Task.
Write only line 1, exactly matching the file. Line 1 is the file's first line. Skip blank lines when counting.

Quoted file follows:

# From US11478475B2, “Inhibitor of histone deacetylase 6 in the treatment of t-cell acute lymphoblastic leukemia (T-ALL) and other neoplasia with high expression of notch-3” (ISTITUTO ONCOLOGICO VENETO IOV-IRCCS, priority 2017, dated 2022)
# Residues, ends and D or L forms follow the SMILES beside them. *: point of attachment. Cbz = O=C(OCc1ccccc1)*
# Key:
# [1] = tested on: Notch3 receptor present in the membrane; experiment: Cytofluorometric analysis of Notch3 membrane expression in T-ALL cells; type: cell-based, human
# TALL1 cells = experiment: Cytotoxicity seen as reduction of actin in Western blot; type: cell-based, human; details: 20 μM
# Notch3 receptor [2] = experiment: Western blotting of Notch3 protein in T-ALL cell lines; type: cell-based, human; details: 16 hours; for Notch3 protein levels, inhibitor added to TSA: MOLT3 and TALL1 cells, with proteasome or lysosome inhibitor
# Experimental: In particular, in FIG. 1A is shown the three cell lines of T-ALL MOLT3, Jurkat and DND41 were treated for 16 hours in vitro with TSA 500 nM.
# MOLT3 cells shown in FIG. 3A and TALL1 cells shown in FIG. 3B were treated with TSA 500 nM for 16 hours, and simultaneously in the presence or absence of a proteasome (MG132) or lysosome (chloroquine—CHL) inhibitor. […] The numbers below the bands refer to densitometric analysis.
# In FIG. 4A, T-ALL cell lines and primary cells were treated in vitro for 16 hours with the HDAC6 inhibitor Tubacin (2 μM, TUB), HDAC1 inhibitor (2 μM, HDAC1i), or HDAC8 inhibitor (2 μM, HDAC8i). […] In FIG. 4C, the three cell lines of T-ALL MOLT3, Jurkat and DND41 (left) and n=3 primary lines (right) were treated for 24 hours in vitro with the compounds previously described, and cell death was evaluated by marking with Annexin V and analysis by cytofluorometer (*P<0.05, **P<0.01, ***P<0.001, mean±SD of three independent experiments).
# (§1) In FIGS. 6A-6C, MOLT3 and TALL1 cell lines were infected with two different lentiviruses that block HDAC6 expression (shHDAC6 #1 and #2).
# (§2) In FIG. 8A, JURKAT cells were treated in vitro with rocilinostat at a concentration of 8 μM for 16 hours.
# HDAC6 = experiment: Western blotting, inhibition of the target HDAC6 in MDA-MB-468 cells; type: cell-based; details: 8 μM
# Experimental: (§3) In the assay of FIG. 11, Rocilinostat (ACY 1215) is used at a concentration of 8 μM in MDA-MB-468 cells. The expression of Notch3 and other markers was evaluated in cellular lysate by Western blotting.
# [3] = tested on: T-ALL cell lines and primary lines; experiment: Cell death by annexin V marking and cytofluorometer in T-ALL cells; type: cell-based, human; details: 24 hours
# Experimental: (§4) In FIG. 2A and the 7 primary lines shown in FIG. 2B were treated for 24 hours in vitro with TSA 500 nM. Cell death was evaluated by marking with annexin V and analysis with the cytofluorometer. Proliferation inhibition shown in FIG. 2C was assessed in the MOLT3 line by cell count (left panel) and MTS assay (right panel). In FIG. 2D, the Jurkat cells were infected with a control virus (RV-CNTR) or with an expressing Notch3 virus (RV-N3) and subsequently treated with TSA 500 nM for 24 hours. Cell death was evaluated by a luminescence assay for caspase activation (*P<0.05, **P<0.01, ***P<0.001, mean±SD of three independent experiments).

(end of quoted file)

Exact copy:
# From US11478475B2, “Inhibitor of histone deacetylase 6 in the treatment of t-cell acute lymphoblastic leukemia (T-ALL) and other neoplasia with high expression of notch-3” (ISTITUTO ONCOLOGICO VENETO IOV-IRCCS, priority 2017, dated 2022)